13. 13.
    Levy M and Sandler M 2008 Structural segmentation of musical audio by constrained clustering. IEEE Transactions on Audio, Speech, and Language Processing 16(2): 318–326CrossRefGoogle Scholar
  14. 14.
    Foote J 2000 Automatic audio segmentation using a measure of audio novelty. In: Proceedings of the IEEE International Conference on Multimedia and Expo, vol. 1, pp. 452–455CrossRefGoogle Scholar
  15. 15.
    Maddage N C, Xu C, Kankanhalli M S and Shao X 2004 Content-based music structure analysis with applications to music semantics understanding. In: Proceedings of the 12th Annual ACM International Conference on Multimedia, pp. 112–119Google Scholar
  16. 16.
    Kunz D 2008 An orientation-selective orthogonal lapped transform. IEEE Transactions on Image Processing 17(8): 1313–1322MathSciNetCrossRefGoogle Scholar
  17. 17.
    Schubert E, Canazza S, De Poli G and Roda A 2017 Algorithms can mimic human piano performance: the deep blues of music. Journal of New Music Research 46(2): 175–186CrossRefGoogle Scholar
  18. 18.
    Lek S, Delacoste M, Baran P, Dimopoulos I, Lauga J and Aulagnier S 1996 Application of neural networks to modelling nonlinear relationships in ecology. Ecological Modelling 90(1): 39–52CrossRefGoogle Scholar
  19. 19.
    Vapnik V 1998 Statistical learning theory. New York: WileyzbMATHGoogle Scholar
  20. 20.
    Harris T 2015 Credit scoring using the clustered support vector machine. Expert Systems with Applications 42(2): 741–750CrossRefGoogle Scholar
  21. 21.
    Nawi N M, Atomi W H and Rehman M Z 2013 The effect of data pre-processing on optimized training of artificial neural networks. Procedia Technology 11: 32–39CrossRefGoogle Scholar
  22. 22.
    Kapoor S S 2005 Guru Granth Sahib—an advanced study, vol. I. New Delhi: Hemkunt PressGoogle Scholar
  23. 23.
    Benward B 2014 Music in theory and practice, vol. 1. New York: McGraw-Hill Higher EducationGoogle Scholar
  24. 24.
    Sudha R, Kathirvel A and Sundaram R D 2009 A system of tool for identifying ragas using MIDI. In: Proceedings of the Second International Conference on Computer and Electrical Engineering, ICCEE’09, vol. 2, pp. 644–647Google Scholar
  25. 25.
    Homburg H, Mierswa I, Moller B, Morik K and Wurst M 2005 A benchmark dataset for audio classification and clustering. In: Proceedings of ISMIR 2005, pp. 528–531Google Scholar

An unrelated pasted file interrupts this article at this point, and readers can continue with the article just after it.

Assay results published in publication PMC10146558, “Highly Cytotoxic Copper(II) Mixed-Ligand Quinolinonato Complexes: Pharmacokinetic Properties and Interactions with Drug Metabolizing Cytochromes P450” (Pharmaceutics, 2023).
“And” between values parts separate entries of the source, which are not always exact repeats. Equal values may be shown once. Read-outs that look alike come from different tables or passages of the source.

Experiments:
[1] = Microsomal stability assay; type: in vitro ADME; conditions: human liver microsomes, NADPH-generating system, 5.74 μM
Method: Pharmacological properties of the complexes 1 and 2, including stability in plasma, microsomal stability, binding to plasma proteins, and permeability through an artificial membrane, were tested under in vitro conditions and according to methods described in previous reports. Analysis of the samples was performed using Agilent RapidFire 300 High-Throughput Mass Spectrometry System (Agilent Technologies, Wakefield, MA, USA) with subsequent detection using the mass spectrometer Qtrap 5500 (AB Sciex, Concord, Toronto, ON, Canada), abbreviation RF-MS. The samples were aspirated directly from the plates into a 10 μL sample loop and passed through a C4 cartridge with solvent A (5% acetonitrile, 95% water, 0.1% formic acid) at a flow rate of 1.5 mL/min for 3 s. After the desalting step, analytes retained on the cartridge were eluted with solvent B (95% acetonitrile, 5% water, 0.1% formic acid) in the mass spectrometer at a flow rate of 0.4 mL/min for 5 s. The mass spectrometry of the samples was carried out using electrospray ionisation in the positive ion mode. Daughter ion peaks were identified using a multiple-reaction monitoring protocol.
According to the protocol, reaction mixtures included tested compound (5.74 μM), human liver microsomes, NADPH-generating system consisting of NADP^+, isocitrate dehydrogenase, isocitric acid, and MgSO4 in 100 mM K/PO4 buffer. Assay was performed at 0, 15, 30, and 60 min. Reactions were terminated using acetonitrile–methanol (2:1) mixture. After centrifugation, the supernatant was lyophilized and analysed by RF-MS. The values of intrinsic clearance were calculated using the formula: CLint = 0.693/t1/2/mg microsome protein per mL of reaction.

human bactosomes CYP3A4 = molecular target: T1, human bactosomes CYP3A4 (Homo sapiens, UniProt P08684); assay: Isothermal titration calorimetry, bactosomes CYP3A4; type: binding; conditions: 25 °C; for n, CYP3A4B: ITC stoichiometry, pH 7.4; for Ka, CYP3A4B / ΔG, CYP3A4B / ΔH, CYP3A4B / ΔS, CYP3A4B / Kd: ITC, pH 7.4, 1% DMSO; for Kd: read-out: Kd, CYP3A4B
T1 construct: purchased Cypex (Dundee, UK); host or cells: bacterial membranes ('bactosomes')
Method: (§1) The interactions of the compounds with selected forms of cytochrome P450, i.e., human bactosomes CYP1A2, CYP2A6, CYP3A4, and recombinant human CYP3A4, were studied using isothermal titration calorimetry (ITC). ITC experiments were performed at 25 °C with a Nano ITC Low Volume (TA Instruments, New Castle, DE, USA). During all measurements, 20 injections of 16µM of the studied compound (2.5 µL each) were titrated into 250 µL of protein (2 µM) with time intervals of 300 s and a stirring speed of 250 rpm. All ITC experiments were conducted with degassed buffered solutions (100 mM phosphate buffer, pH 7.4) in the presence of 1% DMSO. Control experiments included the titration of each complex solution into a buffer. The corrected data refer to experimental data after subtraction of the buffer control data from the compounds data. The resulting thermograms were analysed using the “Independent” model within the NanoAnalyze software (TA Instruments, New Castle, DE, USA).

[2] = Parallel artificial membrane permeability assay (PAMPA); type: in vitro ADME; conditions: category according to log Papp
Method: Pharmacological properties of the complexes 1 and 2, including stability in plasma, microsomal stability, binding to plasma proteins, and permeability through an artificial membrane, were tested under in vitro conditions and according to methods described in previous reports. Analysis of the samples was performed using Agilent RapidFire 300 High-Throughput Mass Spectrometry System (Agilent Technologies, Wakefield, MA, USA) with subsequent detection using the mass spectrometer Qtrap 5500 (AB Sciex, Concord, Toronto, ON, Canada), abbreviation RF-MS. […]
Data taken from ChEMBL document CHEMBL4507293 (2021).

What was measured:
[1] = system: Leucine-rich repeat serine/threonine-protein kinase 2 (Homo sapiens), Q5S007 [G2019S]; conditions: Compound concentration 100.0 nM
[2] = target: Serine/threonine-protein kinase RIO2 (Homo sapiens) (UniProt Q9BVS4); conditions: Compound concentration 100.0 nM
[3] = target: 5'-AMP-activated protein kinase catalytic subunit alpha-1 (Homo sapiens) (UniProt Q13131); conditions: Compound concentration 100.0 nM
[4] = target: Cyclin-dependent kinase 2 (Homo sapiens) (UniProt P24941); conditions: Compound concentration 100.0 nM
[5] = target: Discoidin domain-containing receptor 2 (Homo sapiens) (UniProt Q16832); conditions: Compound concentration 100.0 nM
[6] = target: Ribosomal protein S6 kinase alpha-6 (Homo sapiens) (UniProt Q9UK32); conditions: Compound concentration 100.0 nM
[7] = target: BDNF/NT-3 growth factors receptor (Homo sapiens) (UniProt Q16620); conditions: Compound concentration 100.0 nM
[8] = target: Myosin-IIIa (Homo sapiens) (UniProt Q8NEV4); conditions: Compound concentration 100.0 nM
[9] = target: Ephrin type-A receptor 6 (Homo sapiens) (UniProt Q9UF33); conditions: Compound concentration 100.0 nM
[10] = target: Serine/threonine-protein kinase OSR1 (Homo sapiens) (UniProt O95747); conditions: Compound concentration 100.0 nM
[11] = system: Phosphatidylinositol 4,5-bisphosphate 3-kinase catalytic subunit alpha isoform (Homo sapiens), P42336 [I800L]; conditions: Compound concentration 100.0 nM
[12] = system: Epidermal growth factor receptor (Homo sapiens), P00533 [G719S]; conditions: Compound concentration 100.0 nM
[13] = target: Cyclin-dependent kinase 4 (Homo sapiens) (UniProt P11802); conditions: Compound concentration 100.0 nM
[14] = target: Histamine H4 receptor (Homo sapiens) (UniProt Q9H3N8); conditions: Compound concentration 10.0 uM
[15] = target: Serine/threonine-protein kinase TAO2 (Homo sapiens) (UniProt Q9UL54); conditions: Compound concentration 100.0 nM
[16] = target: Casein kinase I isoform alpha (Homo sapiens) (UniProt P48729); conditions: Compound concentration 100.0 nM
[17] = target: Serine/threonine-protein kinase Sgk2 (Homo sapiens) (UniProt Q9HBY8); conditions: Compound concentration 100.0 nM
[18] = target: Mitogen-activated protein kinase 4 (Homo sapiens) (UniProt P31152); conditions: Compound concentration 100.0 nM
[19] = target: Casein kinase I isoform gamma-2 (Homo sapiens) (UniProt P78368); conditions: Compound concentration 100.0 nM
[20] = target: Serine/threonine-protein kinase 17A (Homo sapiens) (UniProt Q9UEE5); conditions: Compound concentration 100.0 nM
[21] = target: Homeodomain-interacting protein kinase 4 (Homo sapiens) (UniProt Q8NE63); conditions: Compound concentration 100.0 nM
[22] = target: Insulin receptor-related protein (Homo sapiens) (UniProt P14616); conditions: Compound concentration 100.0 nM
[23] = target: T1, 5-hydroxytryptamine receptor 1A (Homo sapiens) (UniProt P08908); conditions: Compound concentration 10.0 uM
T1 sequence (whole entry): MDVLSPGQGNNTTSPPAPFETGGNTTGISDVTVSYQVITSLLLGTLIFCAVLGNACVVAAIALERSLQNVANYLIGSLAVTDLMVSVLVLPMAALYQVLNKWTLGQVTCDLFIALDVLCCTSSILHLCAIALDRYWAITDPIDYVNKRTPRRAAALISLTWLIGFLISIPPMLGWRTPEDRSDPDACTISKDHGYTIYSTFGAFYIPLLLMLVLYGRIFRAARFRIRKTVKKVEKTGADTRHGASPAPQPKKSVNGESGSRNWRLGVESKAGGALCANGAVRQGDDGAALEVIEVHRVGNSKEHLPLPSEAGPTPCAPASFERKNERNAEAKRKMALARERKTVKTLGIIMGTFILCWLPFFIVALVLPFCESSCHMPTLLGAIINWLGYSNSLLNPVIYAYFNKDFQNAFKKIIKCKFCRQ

26. 26.
    Davies D L and Bouldin D W 1979 A cluster separation measure. IEEE Transactions on Pattern Analysis and Machine Intelligence 1(2): 224–227CrossRefGoogle Scholar
  27. 27.
    Daniel H and Revathi A 2015 Raga identification of carnatic music using iterative clustering approach. In: Proceedings of the International Conference on Computing and Communications Technologies (ICCCT), IEEE, pp. 19–24Google Scholar
  28. 28.
    Haykin S S 2009 Neural networks and learning machines, 3rd ed. Upper Saddle River, NJ, USA: PearsonGoogle Scholar
  29. 29.
    Suthaharan S 2016 Machine learning models and algorithms for big data classification. Boston: SpringerCrossRefGoogle Scholar
  30. 30.
    Iosifidis A and Gabbouj M 2016 Multi-class support vector machine classifiers using intrinsic and penalty graphs. Pattern Recognition 55: 231–246CrossRefGoogle Scholar
  31. 31.
    Bordes A, Ertekin S, Weston J and Bottou L 2005 Fast kernel classifiers with online and active learning. Journal of Machine Learning Research 6: 1579–1619MathSciNetzbMATHGoogle Scholar
  32. 32.
    Zanaty E A 2012 Support vector machines (SVMs) versus multilayer perception (MLP) in data classification. Egyptian Informatics Journal 13(3): 177–183CrossRefGoogle Scholar
  33. 33.
    Bergmeir C and Benitez J M 2012 On the use of cross-validation for time series predictor evaluation. Information Sciences 191: 192–213CrossRefGoogle Scholar

Copyright information

© Indian Academy of Sciences 2019

Authors and Affiliations

  1. 1.Department of Electronics and Computer EngineeringThapar UniversityPatialaIndia

Personalised recommendations